Health is an important part of our work in Tanzania. We try to ensure that children in our care are protected from disease and their development monitored so that they can achieve their full potential.
Homeless children face many threats to their health. Malnutrition may leave them more vulnerable to infectious diseases such as gastroenteritis, malaria, tuberculosis, polio, dengue fever and HIV/AIDS. Living on the street carries the additional risks of physical and emotional abuse.
Malaria is endemic in Tanzania, so we take care that all the children sleep under insecticide-treated mosquito nets and we fumigate all the buildings with a long-acting insecticide twice a year. Despite these measures one or two children develop fever every month and require a hospital visit to treat malaria if necessary.
We have a fully equipped nursery in our Children’s Village.
Our medical adviser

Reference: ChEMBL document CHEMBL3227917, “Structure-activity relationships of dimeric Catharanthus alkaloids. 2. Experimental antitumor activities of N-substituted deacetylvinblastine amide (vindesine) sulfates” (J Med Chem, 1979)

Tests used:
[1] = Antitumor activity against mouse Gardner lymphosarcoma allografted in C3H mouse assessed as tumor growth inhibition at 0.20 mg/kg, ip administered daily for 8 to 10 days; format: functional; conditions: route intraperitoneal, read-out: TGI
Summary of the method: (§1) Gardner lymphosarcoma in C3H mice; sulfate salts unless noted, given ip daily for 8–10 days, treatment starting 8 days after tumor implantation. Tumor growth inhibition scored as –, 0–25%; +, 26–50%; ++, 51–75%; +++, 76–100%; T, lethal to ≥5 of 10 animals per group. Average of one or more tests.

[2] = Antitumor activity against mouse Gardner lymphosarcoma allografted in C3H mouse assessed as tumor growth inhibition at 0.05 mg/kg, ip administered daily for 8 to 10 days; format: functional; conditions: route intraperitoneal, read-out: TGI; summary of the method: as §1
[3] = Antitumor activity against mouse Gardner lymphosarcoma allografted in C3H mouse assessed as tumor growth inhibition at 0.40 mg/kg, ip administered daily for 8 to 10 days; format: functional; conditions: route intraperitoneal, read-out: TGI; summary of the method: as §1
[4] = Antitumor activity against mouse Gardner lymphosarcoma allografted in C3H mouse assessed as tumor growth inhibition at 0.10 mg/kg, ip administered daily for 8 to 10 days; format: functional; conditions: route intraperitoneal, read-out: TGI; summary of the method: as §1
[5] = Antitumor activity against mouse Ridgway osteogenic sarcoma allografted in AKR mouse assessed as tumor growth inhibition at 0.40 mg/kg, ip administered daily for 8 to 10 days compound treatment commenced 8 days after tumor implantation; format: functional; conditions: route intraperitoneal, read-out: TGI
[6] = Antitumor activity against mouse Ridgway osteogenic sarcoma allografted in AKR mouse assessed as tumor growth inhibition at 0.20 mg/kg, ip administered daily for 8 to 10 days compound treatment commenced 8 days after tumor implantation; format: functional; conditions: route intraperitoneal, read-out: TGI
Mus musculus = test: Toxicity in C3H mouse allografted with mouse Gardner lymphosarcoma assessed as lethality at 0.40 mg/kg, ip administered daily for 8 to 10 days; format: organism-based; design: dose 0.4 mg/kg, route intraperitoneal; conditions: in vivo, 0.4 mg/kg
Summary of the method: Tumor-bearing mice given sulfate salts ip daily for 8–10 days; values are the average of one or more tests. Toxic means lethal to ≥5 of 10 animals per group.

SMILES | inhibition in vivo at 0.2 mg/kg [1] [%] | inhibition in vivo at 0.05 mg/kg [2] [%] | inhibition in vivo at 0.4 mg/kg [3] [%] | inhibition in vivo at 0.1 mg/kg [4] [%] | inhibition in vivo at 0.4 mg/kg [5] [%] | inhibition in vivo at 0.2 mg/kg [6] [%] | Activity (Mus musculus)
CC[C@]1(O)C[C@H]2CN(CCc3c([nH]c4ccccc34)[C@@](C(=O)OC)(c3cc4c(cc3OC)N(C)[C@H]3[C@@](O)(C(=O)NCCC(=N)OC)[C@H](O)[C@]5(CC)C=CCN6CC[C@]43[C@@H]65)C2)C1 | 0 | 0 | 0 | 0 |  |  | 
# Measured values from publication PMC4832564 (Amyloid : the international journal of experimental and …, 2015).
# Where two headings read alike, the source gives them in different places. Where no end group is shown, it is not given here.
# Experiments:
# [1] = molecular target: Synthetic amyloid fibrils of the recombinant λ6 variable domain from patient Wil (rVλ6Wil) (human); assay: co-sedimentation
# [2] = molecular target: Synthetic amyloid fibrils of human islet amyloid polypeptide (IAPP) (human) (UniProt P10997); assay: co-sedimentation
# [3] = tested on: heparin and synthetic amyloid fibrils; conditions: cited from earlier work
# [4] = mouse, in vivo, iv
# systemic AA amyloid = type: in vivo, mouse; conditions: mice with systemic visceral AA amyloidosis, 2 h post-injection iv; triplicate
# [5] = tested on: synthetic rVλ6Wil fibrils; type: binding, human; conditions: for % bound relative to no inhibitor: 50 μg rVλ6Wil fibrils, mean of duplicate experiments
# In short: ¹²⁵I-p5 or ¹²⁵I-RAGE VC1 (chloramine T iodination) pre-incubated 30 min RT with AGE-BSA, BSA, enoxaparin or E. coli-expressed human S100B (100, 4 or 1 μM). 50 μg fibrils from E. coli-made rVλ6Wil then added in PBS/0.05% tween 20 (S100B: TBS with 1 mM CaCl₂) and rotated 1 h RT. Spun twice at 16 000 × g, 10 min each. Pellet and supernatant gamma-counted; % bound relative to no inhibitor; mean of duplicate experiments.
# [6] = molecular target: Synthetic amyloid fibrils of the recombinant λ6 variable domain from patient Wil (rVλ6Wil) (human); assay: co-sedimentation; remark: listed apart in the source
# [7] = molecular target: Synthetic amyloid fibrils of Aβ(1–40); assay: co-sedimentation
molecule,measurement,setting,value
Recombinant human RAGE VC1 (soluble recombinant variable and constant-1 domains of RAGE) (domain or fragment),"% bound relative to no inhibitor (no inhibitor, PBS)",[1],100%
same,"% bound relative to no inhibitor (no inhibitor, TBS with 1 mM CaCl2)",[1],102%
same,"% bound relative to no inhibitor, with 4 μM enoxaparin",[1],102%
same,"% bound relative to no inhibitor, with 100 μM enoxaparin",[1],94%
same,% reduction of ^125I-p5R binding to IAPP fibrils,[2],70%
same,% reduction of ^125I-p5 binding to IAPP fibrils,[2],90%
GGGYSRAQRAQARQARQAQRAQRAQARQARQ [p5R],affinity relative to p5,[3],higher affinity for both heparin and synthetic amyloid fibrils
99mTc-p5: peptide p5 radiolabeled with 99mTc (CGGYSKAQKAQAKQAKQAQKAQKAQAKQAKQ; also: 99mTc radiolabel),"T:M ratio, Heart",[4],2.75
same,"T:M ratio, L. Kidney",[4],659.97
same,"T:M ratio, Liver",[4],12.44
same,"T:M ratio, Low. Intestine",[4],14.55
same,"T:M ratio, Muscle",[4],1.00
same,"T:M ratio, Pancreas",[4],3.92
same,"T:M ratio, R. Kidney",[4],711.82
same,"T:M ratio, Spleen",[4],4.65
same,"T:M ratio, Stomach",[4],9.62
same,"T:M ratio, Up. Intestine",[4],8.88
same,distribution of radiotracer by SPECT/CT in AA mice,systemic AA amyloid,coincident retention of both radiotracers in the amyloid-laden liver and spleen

Dr Simon Cooper is a retired GP with a qualification in Tropical Medicine and several years’ experience working in East Africa. With his wife Jane, a retired consultant physician, they visited the Children’s Village several years ago and examined all the children, not only to look for disease but also to check on immunisations and growth and development, using established WHO standards. Two new health records were developed and should help to provide a more consistent approach to healthcare recording. Since then Dr Cooper has gone back each year to check on all children and give advice about the possible treatment of illnesses of the children.